Firstly, not all nerds are at the same level of genius.  If you decide your character is a maths genius, that doesn’t mean he will automatically know all about science, history, computers etc (yes I know there can be a lot of cross over but again, not always, think outside the box, people!).  So let’s not have the need to give our nerdy character every conceivable “Nerd” characteristic.

Also, just a side note, does your nerdy character HAVE to be tutoring some popular girl that he desperately fancies?  That honestly has been done to death.

And while we’re at it, let’s lose the “Nerdy guy has no friends”.  That may sometimes be true, but nerds and geeks actually have tight cliques because they share fascinations and hobbies and it’s so much easier to find others who share those interests.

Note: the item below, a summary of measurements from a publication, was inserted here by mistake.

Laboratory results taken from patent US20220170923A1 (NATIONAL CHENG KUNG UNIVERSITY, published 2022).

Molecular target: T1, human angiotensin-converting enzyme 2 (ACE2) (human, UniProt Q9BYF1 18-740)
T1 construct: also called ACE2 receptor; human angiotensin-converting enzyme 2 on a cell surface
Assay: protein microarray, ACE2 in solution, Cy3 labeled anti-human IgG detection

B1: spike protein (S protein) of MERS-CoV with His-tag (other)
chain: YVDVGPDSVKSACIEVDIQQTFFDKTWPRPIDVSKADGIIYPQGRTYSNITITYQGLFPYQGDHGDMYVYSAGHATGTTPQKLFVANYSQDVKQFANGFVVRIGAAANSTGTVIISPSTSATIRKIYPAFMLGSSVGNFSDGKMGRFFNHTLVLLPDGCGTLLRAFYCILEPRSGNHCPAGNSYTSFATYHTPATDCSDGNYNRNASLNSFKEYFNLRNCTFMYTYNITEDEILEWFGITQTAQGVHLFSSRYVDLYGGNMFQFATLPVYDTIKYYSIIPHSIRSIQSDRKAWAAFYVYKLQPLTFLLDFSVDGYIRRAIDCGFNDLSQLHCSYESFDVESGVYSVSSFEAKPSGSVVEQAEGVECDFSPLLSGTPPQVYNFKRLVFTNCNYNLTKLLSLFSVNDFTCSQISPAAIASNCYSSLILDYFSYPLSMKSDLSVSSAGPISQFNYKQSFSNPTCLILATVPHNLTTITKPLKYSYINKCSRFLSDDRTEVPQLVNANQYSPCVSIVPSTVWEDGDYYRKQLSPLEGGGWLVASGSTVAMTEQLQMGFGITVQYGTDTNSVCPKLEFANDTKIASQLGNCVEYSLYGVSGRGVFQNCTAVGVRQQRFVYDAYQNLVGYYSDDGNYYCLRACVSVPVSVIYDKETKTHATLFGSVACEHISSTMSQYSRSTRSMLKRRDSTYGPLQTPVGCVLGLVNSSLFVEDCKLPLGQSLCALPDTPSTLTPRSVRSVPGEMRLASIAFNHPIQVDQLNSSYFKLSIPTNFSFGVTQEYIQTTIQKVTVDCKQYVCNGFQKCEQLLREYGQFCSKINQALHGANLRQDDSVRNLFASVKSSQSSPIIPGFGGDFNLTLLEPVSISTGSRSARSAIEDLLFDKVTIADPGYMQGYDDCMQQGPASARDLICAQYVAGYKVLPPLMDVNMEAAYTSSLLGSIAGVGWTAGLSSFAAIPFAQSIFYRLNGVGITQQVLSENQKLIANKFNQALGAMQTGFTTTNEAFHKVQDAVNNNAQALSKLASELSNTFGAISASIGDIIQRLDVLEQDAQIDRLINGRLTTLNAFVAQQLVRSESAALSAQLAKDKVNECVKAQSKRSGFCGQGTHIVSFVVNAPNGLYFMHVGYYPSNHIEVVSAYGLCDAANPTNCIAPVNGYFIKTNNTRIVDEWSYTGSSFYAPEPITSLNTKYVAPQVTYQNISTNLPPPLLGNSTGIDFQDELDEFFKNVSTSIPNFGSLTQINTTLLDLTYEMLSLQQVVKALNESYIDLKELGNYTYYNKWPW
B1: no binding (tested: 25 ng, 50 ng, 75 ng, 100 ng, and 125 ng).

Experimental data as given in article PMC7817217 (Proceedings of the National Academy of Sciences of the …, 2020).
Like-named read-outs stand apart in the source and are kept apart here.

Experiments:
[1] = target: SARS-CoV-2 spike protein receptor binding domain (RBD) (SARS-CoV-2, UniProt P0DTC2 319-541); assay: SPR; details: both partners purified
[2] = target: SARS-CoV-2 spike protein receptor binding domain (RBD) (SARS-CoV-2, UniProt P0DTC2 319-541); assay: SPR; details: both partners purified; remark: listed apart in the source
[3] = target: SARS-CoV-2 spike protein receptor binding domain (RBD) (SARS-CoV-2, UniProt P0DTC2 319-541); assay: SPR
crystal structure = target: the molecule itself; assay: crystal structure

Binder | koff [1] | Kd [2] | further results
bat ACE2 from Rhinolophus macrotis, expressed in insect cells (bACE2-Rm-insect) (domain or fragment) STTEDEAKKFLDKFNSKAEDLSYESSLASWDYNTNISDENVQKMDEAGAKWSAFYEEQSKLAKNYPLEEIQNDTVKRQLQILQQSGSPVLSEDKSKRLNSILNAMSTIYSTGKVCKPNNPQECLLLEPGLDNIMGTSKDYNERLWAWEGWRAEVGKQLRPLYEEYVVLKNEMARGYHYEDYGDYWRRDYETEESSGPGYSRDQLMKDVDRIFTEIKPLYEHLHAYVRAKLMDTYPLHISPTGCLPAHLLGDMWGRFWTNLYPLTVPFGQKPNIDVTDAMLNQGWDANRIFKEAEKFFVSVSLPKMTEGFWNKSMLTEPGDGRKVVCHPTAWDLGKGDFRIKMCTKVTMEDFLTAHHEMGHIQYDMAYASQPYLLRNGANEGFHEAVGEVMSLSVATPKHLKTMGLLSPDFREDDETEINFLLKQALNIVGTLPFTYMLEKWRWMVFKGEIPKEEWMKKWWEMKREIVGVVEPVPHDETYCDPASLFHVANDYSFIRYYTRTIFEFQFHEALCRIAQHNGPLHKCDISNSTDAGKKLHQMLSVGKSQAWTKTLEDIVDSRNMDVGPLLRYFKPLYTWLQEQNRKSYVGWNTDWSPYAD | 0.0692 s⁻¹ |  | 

Another pitfall to avoid is making out that the cute nerdy guy is “such a nice guy” while simultaneously creating his character to be the exact opposite.

Whiny, needy guys don’t make for great “nice guys” as they are usually written with mannerisms and personalities that scream manipulative and entitled.


The Stoner

The stoner is usually shown as being pretty stupid and often lazy.  Usually unemployed with long lanky hair and grunge outfit.  Sitting on his couch in a haze of smoke and barely aware of anything.

As with the above, there are varying levels of stoners and many are extremely intelligent and work very hard – they just like to toke up afterwards to relax.

What is usually noticeable with a stoner character, is that he has been created with little knowledge of actual stoners.